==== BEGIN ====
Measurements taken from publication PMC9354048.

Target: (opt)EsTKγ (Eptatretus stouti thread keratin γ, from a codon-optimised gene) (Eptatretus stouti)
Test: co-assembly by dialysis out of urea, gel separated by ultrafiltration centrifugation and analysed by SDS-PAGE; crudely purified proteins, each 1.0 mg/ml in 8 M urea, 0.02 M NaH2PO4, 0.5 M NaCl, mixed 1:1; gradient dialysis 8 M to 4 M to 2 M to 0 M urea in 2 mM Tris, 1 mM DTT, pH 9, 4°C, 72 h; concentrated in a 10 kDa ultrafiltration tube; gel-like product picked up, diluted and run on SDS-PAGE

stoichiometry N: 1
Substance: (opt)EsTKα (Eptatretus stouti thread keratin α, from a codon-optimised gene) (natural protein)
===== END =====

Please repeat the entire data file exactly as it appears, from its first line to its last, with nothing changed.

Measurements taken from publication PMC9354048.

Target: (opt)EsTKγ (Eptatretus stouti thread keratin γ, from a codon-optimised gene) (Eptatretus stouti)
Test: co-assembly by dialysis out of urea, gel separated by ultrafiltration centrifugation and analysed by SDS-PAGE; crudely purified proteins, each 1.0 mg/ml in 8 M urea, 0.02 M NaH2PO4, 0.5 M NaCl, mixed 1:1; gradient dialysis 8 M to 4 M to 2 M to 0 M urea in 2 mM Tris, 1 mM DTT, pH 9, 4°C, 72 h; concentrated in a 10 kDa ultrafiltration tube; gel-like product picked up, diluted and run on SDS-PAGE

stoichiometry N: 1
Substance: (opt)EsTKα (Eptatretus stouti thread keratin α, from a codon-optimised gene) (natural protein)